The European Monetary System And European Monetary Union
When the European Monetary System (EMS) was created in 1978, economists on both sides of the Atlantic predicted its inevitable and early failure. But today EMS is alive and well, continuing to defy conventional economic wisdom.
Professors Fratianni and von Hagen address three questions raised by the success of EMS: how it was created, how it works, and how it may evolve into a full-fledged monetary union. They answer these questions in the context of international economics, explaining why countries with very different rates of inflation might be willing to link their currencies and exploring the choice between a currency union, in which several countries adopt the same money, and an exchange-rate union. They also seek to understand whether members of the European Community should all adopt the same currency. If so, what kind of adjustment process would be best - a gradual transition or a fast one?
Their presentation is always clear and evenhanded, a model of empirical research and theoretical sophistication. This is an essential book for scholars of European integration in particular and of international political economy in general.
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Principles and Issues of European Monetary Unification
A Description of the European Monetary System
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The European Monetary System and European Monetary Union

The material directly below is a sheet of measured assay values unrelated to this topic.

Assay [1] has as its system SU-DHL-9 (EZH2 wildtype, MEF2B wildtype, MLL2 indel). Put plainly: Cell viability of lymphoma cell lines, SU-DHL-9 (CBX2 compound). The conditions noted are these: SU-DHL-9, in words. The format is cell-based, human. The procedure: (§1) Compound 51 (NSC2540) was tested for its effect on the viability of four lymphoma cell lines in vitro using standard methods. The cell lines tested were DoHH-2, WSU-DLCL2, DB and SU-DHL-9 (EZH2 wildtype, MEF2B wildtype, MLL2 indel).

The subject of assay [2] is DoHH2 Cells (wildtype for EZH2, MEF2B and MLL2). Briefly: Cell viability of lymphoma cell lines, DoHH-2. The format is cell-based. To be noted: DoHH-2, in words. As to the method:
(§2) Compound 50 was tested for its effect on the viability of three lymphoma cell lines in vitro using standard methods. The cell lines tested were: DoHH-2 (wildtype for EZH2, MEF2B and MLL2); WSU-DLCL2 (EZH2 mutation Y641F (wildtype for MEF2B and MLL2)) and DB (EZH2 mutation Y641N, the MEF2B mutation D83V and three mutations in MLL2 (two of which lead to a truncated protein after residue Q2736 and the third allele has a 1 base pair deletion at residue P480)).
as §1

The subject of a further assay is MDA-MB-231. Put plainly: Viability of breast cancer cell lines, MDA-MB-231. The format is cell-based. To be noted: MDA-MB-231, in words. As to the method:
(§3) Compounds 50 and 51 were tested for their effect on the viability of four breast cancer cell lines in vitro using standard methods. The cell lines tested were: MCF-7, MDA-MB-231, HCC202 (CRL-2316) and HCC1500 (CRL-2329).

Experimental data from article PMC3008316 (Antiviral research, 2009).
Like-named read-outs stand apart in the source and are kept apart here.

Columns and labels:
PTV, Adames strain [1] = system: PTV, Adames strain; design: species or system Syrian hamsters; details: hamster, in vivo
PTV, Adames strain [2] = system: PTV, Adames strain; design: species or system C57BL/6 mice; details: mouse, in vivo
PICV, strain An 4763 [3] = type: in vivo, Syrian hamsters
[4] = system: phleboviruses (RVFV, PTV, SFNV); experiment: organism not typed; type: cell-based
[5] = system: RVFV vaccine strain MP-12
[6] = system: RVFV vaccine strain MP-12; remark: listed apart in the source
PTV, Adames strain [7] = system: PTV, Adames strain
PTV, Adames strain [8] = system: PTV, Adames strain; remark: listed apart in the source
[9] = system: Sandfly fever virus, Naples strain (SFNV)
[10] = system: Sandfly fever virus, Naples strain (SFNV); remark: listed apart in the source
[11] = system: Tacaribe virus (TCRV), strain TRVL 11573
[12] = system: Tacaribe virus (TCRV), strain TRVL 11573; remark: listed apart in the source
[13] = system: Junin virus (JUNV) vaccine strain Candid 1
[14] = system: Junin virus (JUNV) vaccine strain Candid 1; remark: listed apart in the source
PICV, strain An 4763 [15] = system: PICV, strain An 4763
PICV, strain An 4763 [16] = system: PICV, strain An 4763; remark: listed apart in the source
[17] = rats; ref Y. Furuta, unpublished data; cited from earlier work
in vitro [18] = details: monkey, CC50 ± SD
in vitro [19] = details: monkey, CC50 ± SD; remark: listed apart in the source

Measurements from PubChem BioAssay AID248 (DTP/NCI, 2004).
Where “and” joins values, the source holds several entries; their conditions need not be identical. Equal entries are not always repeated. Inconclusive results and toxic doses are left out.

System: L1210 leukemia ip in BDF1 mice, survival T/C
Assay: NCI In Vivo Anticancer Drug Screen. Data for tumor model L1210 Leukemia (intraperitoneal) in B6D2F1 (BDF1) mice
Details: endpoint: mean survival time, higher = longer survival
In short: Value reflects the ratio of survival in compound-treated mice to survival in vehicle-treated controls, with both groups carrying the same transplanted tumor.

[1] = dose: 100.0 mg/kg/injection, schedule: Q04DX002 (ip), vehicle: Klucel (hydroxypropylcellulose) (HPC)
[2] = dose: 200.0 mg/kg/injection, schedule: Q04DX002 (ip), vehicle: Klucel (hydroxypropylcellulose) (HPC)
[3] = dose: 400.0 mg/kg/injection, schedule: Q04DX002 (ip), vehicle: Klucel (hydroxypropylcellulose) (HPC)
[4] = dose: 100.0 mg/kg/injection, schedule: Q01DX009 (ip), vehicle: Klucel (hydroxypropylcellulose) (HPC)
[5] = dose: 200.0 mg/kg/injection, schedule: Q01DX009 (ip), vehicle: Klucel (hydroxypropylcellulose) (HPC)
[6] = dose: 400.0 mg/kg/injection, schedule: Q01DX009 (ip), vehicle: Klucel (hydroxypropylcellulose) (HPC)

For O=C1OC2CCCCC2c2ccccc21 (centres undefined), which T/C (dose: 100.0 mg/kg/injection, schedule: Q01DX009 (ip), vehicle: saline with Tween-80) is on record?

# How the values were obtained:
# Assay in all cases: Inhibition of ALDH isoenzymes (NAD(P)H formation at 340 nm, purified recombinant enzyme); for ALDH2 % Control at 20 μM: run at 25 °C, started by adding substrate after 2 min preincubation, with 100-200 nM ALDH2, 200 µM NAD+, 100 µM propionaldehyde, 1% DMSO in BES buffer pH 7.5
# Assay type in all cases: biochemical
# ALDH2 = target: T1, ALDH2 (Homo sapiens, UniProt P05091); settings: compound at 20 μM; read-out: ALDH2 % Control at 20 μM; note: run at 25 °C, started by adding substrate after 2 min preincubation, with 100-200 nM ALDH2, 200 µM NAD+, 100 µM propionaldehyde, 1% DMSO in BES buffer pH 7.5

Michele Fratianni,Jurgen Von Hagen
No preview available - 2021
achieve adjustment arrangement asymmetric average Belgium benefits Bundesbank capital central bank changes Chapter commitment common conditional cooperative cost credibility currency debt demand shock Denmark depends distribution domestic dominance economic EEMU effects employment EMS countries estimates European exchange rates exchange-rate expectations final fiscal fiscal policy fixed exchange rates flexible France French functions gains German given greater growth higher implies important increase independence indicates individual inflation rates institutional integration interest interest rate interpretation interventions Italian Italy lower March monetary authority monetary policy monetary union Netherlands non-EMS Note output parameter participating percent period policy coordination political positive preference price stability realignments reduced regime regional relative remain Report requires response rules share shocks shows significant Source stage strategy suggests supply Table tests uncertainty United variables variance weak